Other third parties include the Socialist Party, which was one of the older third parties in America founded in 1901 long before the word socialism gained a negative reputation. Eugene Debs was its most notable candidate. The party dissolved in 1972 but has made a comeback in recent decades. There are also numerous independent parties but most of them have not gained enough national momentum to compete with the two major parties though they have proven viable on a state level.
A recent Rassmussen poll (note: we’ve previously been critical of Rassmussen’s methodology on this blog) indicates that 30% of likely voters would favour a third party candidate given the current field of candidates available. Which brings up the topic of the Tea Party movement. The Tea Party is not an actual political party yet but it’s possible that it could be headed in that direction. Parallels have been drawn to the Whig Party of the 19th century as a reactionary party. Others have suggested that the Tea Party movement is nothing more than a rebranding of traditional Republican or Libertarian policies.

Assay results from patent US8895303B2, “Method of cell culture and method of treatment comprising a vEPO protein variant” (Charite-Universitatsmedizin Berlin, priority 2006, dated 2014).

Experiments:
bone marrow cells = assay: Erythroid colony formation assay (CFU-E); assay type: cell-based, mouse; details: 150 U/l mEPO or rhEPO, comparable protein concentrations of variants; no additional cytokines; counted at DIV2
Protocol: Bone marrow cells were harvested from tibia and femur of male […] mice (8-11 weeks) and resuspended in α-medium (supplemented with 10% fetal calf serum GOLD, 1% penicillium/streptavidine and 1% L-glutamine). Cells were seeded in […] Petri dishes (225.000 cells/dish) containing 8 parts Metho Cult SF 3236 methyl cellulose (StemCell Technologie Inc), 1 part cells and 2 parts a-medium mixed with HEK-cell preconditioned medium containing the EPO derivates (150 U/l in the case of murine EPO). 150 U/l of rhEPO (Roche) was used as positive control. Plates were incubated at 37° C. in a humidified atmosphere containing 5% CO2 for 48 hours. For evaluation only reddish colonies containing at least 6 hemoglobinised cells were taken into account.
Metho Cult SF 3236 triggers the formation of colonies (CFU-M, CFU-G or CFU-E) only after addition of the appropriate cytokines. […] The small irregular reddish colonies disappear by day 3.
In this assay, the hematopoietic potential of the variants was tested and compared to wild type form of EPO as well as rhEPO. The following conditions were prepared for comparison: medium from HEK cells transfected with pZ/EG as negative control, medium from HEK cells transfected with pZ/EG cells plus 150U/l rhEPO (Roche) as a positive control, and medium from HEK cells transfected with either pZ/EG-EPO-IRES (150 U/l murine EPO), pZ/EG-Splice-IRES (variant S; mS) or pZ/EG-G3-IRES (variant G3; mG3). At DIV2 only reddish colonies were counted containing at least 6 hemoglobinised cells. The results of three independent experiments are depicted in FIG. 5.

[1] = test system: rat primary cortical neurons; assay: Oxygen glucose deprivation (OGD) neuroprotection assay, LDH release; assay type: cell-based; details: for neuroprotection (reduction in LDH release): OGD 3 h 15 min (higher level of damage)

But legitimate or not, the movement has grown enough that Republican candidates fear invoking the ire of its constituents and have typically moved to far right positions to curry favour with their professed members. So while it is doubtful that we’ll see an actual third party Tea Party candidate for 2012, it’s almost certain that the effects of the movement will be felt. Whether that bodes well for the Republican Party or not remains to be seen.
What will be surprising is whether a serious Green Party candidate joins the race to oppose President Obama. If that happens, the Republicans might just get their spoiler again.
(Ed. Note: a previous version of this article mentioned Ross Perot as a potential spoiler in the 1992 elections. Historical evidence does not bear this out)
- In This Corner…Ron Paul (538refugees.wordpress.com)
- Is a Third Party Candidate Inevitable in 2012? (the Atlantic Wire)
- 30% Like Third-Party Option Given Current 2012 Presidential Candidates (Rassmussen Reports)
- Presidential Contenders Court Tea Party Activists (ABC News)
- Freedom Works Not Crazy About 2012 Candidates (Yahoo News)